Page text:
Windows 11 vs Windows 10 in WoW Shadowlands 9.2 PTR

Windows 11 is the fresh version of the critically acclaimed Microsoft operating system. There were and sometimes still are some differences or issues with it when it comes to gaming so let's give it a quick test using World of Warcraft Shadowlands 9.2 PTR.

Windows 11 specifics

You can either do a fresh clean install of Windows 11 or do an upgrade from Windows 10. To do so your PC must meet Windows 11 requirements. The most problematic can be UEFI, Secure Boot capable and TPM 2. Most if not all recent AMD/Intel platforms have TMP 2.0 on the motherboard. Secure Boot can be something you have to enable in the BIOS. Microsoft has an app to check for such things and more details on their webpage.

If you do a clean install the system may have Virtualization-Based Security enabled by default (VBS for short). It's a feature present also in Windows 10, but off by default. If enabled it can decrease the performance by a bit. You can check if it's on in System Information.

Early versions of Windows 11 had problems with schedulers for Ryzen CPUs which later on was fixed. W11 is also recommended for Intel Alder Lake CPUs.

WoW benchmarks

All tests were made at 1080p resolution and mode 7 settings. The test platform was Ryzen 5 4650G (6C/12T Zen 2 APU), GTX 1070 and latest Nvidia drivers and Windows 11/10 versions. Tests were made on Shadowlands 8.2 PTR version.

Let start with 16GB RAM (2x8GB 3200CL15) benchmarks:

Windows 11 vs 10 in World of Warcraft - AVG FPS
Windows 11 vs 10 in World of Warcraft - 1% low FPS
Windows 11 vs 10 in World of Warcraft - 0.1% low FPS

As you can see Windows 11 is slightly below Windows 10 in those benchmarks aside of Dazar'alor widefield harbor view. The differences are rather small so if you want or have Windows 11 you should not have any problems with the game performance.

Dalaran (Legion) an Oribos are player hubs known from they lower performance. On top of that Oribos is full of players which further limits the performance. Average FPS isn't that bad but 1% and 0.1% low FPS showcase that you can get stutter in those areas when moving around.

Kazaraz mass comba scenario mimics raids worst case performance by pulling large amount of mobs and letting them cast and attack. This is a single core benchmark pretty much - if you want good combat performance you need as strong single core performance as possible. For integrated graphics and alike particle effects from spells may be a problem and then you should lower the quality settings to mode 3 or customize it so that so particle effects are kept low.

Ardenweald and Bastion widefiled views are static (versus making loops around Dalaran and Oribos). Ardenweald is quite GPU intensive in widefield views, while Bastion is way less demanding.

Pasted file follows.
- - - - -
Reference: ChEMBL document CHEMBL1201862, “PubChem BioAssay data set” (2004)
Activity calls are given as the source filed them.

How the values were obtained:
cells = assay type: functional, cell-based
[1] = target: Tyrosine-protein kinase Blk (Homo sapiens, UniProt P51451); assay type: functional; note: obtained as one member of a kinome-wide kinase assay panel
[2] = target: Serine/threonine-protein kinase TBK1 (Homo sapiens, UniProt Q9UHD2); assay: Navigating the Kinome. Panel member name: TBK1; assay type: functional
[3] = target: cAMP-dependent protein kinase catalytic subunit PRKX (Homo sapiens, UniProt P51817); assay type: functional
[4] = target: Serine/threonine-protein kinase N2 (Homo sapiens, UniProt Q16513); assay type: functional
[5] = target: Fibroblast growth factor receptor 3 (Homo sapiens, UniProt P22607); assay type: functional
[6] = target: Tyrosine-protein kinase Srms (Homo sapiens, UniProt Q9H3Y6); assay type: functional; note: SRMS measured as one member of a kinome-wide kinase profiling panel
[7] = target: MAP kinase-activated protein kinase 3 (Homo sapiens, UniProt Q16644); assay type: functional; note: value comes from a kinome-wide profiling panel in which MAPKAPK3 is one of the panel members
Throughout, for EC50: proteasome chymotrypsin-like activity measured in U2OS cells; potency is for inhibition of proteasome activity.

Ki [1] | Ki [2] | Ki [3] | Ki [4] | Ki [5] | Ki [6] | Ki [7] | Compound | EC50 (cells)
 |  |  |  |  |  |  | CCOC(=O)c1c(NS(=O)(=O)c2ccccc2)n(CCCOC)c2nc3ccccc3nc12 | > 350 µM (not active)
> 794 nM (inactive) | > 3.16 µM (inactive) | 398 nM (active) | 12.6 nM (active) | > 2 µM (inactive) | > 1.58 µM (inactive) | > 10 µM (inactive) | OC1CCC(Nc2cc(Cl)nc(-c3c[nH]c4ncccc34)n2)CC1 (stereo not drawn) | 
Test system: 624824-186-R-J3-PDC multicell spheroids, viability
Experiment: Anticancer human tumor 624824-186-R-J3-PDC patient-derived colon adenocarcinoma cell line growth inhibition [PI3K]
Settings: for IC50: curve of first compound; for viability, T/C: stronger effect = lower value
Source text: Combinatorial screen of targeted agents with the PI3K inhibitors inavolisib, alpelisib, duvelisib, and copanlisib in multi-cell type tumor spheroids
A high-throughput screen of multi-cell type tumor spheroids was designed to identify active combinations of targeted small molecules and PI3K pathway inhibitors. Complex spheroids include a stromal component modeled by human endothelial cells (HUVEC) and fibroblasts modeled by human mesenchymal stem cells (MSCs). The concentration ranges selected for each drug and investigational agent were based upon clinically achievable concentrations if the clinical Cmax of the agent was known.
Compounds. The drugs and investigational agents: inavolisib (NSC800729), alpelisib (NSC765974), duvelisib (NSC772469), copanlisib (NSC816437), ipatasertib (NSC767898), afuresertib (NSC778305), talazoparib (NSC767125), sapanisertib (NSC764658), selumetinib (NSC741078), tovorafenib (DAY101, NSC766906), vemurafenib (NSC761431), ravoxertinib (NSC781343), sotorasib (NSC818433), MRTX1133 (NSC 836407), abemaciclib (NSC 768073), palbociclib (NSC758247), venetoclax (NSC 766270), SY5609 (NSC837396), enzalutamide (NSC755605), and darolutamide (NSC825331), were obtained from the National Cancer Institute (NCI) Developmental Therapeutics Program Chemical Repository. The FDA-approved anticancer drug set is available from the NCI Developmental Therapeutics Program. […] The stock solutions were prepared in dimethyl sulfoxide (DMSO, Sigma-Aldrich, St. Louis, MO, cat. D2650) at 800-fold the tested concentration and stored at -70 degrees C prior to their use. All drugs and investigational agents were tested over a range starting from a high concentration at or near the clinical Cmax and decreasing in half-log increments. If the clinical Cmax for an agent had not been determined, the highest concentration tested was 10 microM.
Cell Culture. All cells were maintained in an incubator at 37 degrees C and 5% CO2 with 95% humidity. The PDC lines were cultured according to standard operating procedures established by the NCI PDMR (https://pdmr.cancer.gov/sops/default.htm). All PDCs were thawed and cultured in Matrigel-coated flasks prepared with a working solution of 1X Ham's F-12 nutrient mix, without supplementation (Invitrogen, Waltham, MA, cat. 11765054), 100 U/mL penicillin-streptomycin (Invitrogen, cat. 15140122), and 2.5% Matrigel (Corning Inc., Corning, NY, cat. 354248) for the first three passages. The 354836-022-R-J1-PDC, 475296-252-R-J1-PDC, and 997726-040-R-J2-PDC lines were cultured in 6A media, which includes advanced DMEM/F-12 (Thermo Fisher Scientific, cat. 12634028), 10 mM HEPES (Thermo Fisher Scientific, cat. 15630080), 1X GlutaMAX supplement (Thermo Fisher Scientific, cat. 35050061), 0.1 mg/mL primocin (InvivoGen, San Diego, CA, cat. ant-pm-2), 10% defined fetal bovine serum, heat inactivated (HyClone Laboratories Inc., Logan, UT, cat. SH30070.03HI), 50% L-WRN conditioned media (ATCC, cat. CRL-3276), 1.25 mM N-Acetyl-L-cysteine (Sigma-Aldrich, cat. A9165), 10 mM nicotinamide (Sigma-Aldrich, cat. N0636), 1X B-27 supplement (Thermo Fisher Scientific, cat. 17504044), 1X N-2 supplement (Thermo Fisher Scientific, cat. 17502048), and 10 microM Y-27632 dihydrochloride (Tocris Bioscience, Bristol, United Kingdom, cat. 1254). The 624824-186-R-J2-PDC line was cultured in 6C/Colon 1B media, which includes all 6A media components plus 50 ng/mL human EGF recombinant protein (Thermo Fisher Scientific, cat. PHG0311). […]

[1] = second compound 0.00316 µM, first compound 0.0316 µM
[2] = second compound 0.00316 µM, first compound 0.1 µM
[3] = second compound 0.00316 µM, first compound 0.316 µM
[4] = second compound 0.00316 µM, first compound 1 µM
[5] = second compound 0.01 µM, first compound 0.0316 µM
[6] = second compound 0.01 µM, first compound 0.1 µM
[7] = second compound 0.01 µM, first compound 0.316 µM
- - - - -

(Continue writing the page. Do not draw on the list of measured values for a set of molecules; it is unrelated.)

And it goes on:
Stonard is an old zone example - very light on the GPU so it's pretty much CPU/GPU draw calls benchmark. Dazar'alor harbor widefield view from the pyramid is a GPU rendering/field of view scenario and is quite well optimized.

8GB of RAM

Previously in Shadowlands patch history Oribos could stutter hard when run on a system with 8GB of RAM (no addons and no other apps running) - the game + system really needed more than 8GB of RAM.

On the 8.2 PTR, on fresh OS installs with no addons or extra apps the performance isn't crippled by 8GB RAM configuration, yet it's on the edge.

On 16GB configuration the game + OS used sometimes 8,3-9GB of RAM. On 8GB configuration highest I saw was 7,7GB - based on available memory an application can decide how much data it will store there. If it will need data that did not fit preemptively in RAM then performance will drop as it takes time to read and move required data.

Also note that I used different kits to have dual channel 16 and 8GB configurations so they aren't directly comparable:

Windows 11 vs 10 in World of Warcraft - AVG FPS 8GB
Windows 11 vs 10 in World of Warcraft - 1% low FPS 8GB
Windows 11 vs 10 in World of Warcraft - 0.1% low FPS 8GB
Windows 11 vs 10 in World of Warcraft - RAM configurations comparison

Here performance between OS is very similar, within margin of error pretty much. Both versions of Windows handle 8GB config without problems.

More on Windows 11

Hardware Unboxed did really good takes on Windows 11 performance and quirks. If you want to know you can check their videos out:

Windows 11 vs. Windows 10: Gaming, Application and Storage Benchmarks

Windows 11 vs. Windows 10: Gaming, Application and Storage Benchmarks

Alder Lake: Windows 11 VBS Tested on 12th gen Core Series

Alder Lake: Windows 11 VBS Tested on 12th gen Core Series

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